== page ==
$ sed -i 's/LoadBalancer/NodePort/;s/31380/30080/' ./istio-1.0.6/install/kubernetes/istio-demo.yaml
  • Bring up the Istio control plane:
$ kubectl apply -f ./istio-1.0.6/install/kubernetes/istio-demo.yaml
  • Verify that the control plane is running:
$ kubectl -n istio-system get pods

When all of the Pods are up and running (which we can verify by running that command again) we can move on.

  • Install the "bookinfo" application with manual sidecar injection:
$ kubectl apply -f $(istioctl kube-inject -f samples/bookinfo/platform/kube/bookinfo.yaml)
  • Verify that the application is running and that there are 2 containers per Pod:
$ kubectl get pods
  • Once everything is running, create an Ingress and virtual service for the application:
$ kubectl apply -f istio-1.0.6/samples/bookinfo/networking/bookinfo-gateway.yaml

Verify the page loads at the URI http://<kn1_IP ADDRESS>:30080/productpage

Verify That Routing Rules Are Working by Configuring the Application to Route to v1 Then v2 of the reviews Backend Service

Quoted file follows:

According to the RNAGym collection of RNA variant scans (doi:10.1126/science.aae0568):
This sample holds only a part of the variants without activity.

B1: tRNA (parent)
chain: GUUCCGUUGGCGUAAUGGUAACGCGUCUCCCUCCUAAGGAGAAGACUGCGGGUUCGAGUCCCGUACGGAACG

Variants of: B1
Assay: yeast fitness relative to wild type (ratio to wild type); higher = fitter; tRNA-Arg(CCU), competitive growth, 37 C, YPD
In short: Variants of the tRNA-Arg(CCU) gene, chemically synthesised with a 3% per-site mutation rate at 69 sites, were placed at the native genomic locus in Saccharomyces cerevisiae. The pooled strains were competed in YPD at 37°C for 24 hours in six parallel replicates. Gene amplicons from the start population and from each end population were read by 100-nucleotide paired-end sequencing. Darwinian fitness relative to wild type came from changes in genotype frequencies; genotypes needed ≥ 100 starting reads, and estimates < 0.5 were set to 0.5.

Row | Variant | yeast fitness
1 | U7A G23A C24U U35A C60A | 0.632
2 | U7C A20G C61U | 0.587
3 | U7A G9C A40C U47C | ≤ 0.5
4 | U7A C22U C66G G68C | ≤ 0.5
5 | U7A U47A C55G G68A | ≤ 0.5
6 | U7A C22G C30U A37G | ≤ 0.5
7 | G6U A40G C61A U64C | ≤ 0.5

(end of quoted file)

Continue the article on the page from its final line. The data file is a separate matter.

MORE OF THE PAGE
• Set the default destination rules:
$ kubectl apply -f istio-1.0.6/samples/bookinfo/networking/destination-rule-all.yaml
  • Route all traffic to version 1 of the application and verify that it is working:
$ kubectl apply -f istio-1.0.6/samples/bookinfo/networking/virtual-service-all-v1.yaml
  • Update the virtual service file to point to version 2 of the service and verify that it is working. Edit istio-1.0.6/samples/bookinfo/networking/virtual-service-all-v1.yaml (using whatever text editor you like) and change this:
    - destination:
        host: reviews
        subset: v1

to this:

    - destination:
        host: reviews
        subset: v2

Prometheus and Grafana

In this section, we will be looking at using Prometheus and Grafana to gain insight into the behaviour of the traffic inside the Istio mesh. In order to gain access to this with a browser, we are going to be using Nginx to create a proxy for the services. This is the Nginx configuration that was used before (located at /etc/nginx/sites-enabled/default):

server {
  listen 80 default_server;
  listen [::]:80 default_server;
  root /var/www/html;
  index index.html index.htm index.nginx-debian.html;
  server_name _;  
  location / {proxy_pass;} # Prometheus
  #location / {proxy_pass;}  # Grafana

There are also 2 commands that are used to forward the ports.

  • The command to forward the ports for Prometheus:
kubectl -n istio-system port-forward $(kubectl -n istio-system get pod -l app=prometheus -o jsonpath='{.items[0]}') 9090:9090 &
  • The command the forward the port for Grafana:
kubectl -n istio-system port-forward $(kubectl -n istio-system get pod -l app=grafana -o jsonpath='{.items[0]}') 3000:3000 &

See also

External links